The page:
Grace G. Montgomery.

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rent of bitter denunciation (341) against the British Government, and
avowed his firm conviction that the mother country had no legitimate
(266) power to tax the Colonies.

159. FABI'N-A, meal.

1. Farina, the flour of any spe- I 1. Farinaceous, consisting of
cies of corn. | meal.

1. During the war, large quantities of farinaceous food, such
as oat-meal, farina, corn-starch, &o., were required for the sick

160. PES'S-TTH, to own, to declare.

1. Professed, claimed.

1. Tyler, although elected by a party, who professed to be in favor
of a United States Bank, vetoed two bills rechartering the Bank, its
charter having expired (499) in 1836.

'161. FE'BE-IS, a fever.
1. Feverish, affected by fever. | 1. Febrile, perjiaining to fever.

1. In 1799, Washington, while superintending (620) his plantation
(887), took a cold, which produced inflammation (180) of the throat,
and a feverish condition of the whole* system. Every eff'ort was
made to subdue the inflammatory (180) and febrile symptoms, but it
was of no avail; thellisease proved irremediable (286), and he died in
a feW hours.

162. F(£''D-TrS, (FCED'ISB-IS,) a league, or covenant.

1. Confederacy, a 'number of
States united by a league.

1. Federal, pertaining to a cov-

1 . Under the Confederacy, the Congress had no power to levy a
tax; while the FedereU Constitution declares that « Congress haa
|K>wer to lay and collect taxes, duties, impoitt" (899).

2. Confederate, one joined with
others in a league.

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2. Blanneriasset was charged with being a confederate of Aaron
Burr, in the attempt to form a western empire.

163. FE'L-IX, (FEU'C-IS,) happy.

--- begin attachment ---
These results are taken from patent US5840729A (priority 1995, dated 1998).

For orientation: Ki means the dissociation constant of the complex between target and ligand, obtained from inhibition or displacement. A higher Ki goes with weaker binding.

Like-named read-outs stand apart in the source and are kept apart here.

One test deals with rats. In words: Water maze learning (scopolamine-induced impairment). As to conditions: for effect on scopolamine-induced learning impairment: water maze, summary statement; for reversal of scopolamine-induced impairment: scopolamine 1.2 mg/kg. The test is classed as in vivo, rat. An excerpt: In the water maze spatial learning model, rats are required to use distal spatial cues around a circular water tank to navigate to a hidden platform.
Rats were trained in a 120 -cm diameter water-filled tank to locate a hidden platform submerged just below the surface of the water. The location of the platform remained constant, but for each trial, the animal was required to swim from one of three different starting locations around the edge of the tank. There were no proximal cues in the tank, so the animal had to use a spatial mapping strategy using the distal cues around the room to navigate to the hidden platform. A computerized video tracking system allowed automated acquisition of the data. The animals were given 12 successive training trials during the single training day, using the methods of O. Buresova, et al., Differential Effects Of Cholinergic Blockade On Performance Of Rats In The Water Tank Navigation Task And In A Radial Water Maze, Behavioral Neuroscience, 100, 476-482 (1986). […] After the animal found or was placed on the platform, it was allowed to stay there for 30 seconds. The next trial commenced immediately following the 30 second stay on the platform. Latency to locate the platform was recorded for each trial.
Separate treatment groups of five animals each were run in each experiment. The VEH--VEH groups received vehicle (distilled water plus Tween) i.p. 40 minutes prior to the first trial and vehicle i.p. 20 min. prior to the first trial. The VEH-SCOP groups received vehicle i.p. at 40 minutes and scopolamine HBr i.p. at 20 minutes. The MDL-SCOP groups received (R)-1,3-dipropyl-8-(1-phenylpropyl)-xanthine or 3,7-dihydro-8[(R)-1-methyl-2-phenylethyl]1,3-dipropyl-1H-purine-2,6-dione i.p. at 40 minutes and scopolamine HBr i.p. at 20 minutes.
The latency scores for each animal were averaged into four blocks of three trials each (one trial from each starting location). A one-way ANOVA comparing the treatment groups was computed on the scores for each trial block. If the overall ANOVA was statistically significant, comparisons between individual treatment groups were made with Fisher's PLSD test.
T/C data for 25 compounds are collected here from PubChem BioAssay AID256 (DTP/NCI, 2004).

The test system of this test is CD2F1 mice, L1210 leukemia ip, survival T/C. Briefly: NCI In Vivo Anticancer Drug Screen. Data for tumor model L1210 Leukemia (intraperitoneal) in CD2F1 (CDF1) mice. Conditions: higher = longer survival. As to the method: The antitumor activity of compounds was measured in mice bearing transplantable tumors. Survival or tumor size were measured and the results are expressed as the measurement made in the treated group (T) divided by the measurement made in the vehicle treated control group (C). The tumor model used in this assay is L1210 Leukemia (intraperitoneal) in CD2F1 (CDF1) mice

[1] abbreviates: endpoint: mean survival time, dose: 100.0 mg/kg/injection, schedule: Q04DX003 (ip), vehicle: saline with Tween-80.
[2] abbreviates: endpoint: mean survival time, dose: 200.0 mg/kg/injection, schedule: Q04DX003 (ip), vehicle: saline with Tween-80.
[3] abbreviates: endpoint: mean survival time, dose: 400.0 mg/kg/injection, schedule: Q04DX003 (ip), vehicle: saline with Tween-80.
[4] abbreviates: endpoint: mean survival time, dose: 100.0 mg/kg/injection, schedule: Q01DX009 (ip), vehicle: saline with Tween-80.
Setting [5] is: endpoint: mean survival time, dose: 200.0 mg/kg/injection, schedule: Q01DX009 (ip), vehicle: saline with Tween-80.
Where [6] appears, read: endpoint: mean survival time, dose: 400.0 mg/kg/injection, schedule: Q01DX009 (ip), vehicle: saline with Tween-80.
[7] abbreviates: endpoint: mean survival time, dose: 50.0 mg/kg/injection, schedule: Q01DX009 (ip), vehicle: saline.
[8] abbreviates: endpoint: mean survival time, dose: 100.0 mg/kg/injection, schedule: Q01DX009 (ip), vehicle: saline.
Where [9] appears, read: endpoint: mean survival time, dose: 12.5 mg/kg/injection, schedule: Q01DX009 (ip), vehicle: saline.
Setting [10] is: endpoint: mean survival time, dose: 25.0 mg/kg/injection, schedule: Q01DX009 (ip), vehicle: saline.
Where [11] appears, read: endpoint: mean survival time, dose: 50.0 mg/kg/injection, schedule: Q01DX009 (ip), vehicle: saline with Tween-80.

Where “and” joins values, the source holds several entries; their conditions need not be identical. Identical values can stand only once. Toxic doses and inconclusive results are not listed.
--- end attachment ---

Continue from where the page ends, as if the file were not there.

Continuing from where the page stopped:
1. Felicitous, happy. I Felicity, happiness. (77.)

2. Felicitate, to congratulate. I

1. The felicitous condition of the Wyoming Colony, so remota
from the commotion (316) of the war, made them disregard the dangei
of their defenceless (165) position, until too late to remedy it.

2. After the treaty of Aix-la-Ghapelle,* the colonists had scarcely
time to felicitate themselyes on the restoration Of peace, when hos-
tilities again commenced.

Feminine, pertaining to the fe*
male sex. (41.)

164. FEM'IN-A, a woman.

1. Effeminate, unmanly.

2. Effeminacy, womanly deli-


1. Nothing but confusion (200) and turbulence (546) could result
from the reign of a sovereign, so effemitiatey dilatory (167), and
careless, as Charles II.

2. Men of sagacity (454) assert, that, when a people becc^me very
prosperous (498), they are in great danger of effeininocf/*

165. FEN'D-0, 1 strike. FEN'S-TJH, to strike.

1. Defendant, one who makes a

defence in a prosecution.

2. Fender, a metallic frame to

hinder coals of fire from
rolling on the floor.
Defence, protection. (92.)

Defenceless, destitute of pro-
tection. (163.)
Defend, to protect. (48.)
Defensive, resisting attach. (99.)
Offence, crime. (23.)
Offensive, aggressive. (25.)

1. In 1680, a suit was brought by Andross, for the possession (471)
of New Jersey. Sir William Jones decided against Andross, and in
favor of the defendant.

2. It is related of a Spanish monarch, that, being seated too near
the fender for comfort (189), and no attendant being at hand, the
exquisite {42S) formaliti/ (187) of court etiquette would not allow him
to move himself. He was, therefore, nearly roasted.

166. F£'B-A, a wild beast.
Febocious, savage. (14.)